It has 320 original hrs. 305 V8 ( Marine Power )225 HP

It has 320 original hrs. 305 V8 ( Marine Power )225 HP

OK, we are pushing the envelope here in coolness, or lack there of. This 1978 Chris Craft Super Sport on ebay today is right on the edge of the dark ages of Chris Craft coolness. BUT, it only has 320 original hours on it. That’s in its favor big time. Its a time capsule meets end of an era thing. And yes, 1978 was the end of many great things. Kojak was pulled off the air! Who loves ya baby? No one in 1979 that’s for sure.

Who loves you baby?

Who loves you baby?

Anyway I digress… For the right price this could be a cool user boat that over time, like a week, when you decide is the coolest boat you own. Stuff like that happens. Ya aint gonna get any thumbs up out there, and you can go 30 in no wake zones, cause you will disappear into the mass of white plastic out there. Worth the price alone! Anyway, think of all the buffing you could do this winter to bring her back to her un glory of the day.The burning question is, when is to late model for a boat to be considered a classic? Would these be welcome at a show?

That's real vinyl! take that Ricardo Montalbán. By the way thats 1988

That’s real vinyl! take that Ricardo Montalbán. By the way thats 1988

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20 Responses to “Cool Deal From The Late 70’s. Kinda? To Soon?”
  1. Rick

    Well I guess you could take it to a show with the intention of towing all the broken down and sinking woodies back to the dock. It would be necessary to paint TowBoat on the side so you don’t get stoned when you 1st arrive (maybe they’ll think you’re already stoned).

  2. brian t

    This boat is exactly like the photo of Kojak above – there is just something that just ain’t right, ya know it but ya just can’t put your finger on it.

    Matt – you said it – 1978 was the end of many things… and for a darn good reason. Folks were putting down the bong and were coming back to their senses.

    I love how they tried to jazz up the thing by putting white wall tires on the trailer.

    whoooooo………

  3. Sean

    Consider an automotive example…
    A 1964 Chev Impala is certainly welcome at any show. A 1978 Chev Impala…. probably not ever, anywhere. It’s more than age it’s more than style. The vehicle has to be taken in context.

    Having said that, my latest project is a 1969 Donzi Ski sporter 16. Made between 1966 and 1980. Very similar to the “Sweet 16” made 1990 to 1995…. all plastic and all Classic in my book

    • Alex

      Sean, I disagree with you re whether a ’78 Impala will ever be a classic. It already is. My similar vintage ’77 Buick Wagon, the epitome of boring to many in its day, is one such classic. People love to see it: a sure sign. In fact, just last week, the local Episcopal minister in our town flagged me down to tell me he shouldn’t, but he kinda covets it.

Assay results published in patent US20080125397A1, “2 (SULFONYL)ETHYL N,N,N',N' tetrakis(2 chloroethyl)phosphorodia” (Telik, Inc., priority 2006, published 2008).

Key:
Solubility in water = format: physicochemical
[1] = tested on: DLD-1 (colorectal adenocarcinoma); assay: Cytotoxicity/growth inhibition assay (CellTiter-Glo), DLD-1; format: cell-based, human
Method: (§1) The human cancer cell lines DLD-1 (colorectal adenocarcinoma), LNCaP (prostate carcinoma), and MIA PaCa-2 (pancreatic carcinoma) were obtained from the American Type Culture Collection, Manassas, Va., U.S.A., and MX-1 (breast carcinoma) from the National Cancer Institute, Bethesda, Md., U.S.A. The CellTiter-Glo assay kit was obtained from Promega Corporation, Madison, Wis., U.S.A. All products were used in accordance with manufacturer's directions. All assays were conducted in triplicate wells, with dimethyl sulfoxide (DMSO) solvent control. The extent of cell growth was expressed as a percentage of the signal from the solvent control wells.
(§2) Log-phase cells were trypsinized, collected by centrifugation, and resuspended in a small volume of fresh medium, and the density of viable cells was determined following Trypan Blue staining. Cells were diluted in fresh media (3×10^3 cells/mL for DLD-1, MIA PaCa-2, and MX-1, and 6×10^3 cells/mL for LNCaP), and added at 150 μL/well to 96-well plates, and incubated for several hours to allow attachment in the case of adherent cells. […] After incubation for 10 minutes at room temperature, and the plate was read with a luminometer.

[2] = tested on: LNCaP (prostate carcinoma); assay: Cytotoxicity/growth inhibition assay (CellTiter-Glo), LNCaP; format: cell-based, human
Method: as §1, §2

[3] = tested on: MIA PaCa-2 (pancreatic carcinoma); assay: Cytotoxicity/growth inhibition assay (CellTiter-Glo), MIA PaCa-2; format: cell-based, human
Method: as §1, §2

P.S. Here’s a photo of a ’78 Impala in “The Fall Guy.” Just look at how beautifully it scoops up the guy’s body in the chase scene!

      • Alex

        But seriously, here’s a ’78 Impala coupe. Boring to some. Clean and nicely proportioned to others (me among them).

  4. Chad

    It’s already a classic, and this boat will get the “thumbs up” from those who know great boats. These will become boat show winners of the future.

  5. hamster

    A friend and I have been working on a 1980 18 foot Donzi for a few years. I think it is all about content, some are cool some aren’t.

  6. Philip Andrew

    I say that boats going to be cool. As for the 1970’s cars not being cool…. buy them now while they are cheap. I bought a 68 Impala convertable off this company and they are big time into 1970’s cars and theyre selling. http://www.mjcclassiccars.com

  7. Sean

    Okay, what about this???
    1971 “Mark twain 20″…. Would Don Johnson be seen in this?

    Hey, this could get tike the TOP GEAR “cool wall”!

    • Sean

      Believe it or not…there’s an enthusiasts group dedicated just to these boats

  8. Alex

    Here’s Sean Connery in an Evinrude 16 in Operation Tonnerre (French for Thunderball). If this boat can become cool and a collectible with time, so can today’s subject boat.

  9. Dave D. in Texas

    Century boat evolved into the fiberglass era with almost identical glass hull configurations of the Coronado, Arabian, and Resorter models sporting the same hardware, etc. as their mahogany hull counterparts. The Century catalogs even devoted separate pages to the fiberglass and mahogany models of the same boat. The glass production started in ’67 or ’68 and continued until 1998. “Classic” seems to also apply here as some of the glass Century’s are 45 years old with even older almost identical mahogany brothers and sisters. I also agree on the Donzi comments above as they will become future glass classics. I am currently the caretaker for a 1996 ’22 Donzi Classic and 1995 Century Coronado.

  10. FlatRacer

    It’s the sum so many details. The Chris and the Mark Twain both have proper pointy bows (no bow riders), uninterrupted raked windshields, relatively square transoms (the “Euro” look was a styling faux pas IMO, and was eagerly adopted by mfgs because it made the boats easier to lay up by unskilled labor), and are correctly proportioned. All checks in the cool column. The Chris gets additional points for the hot rod steering wheel. The Mark Twain loses points for the rounded gunnels though, which is enough to knock into uncool territory.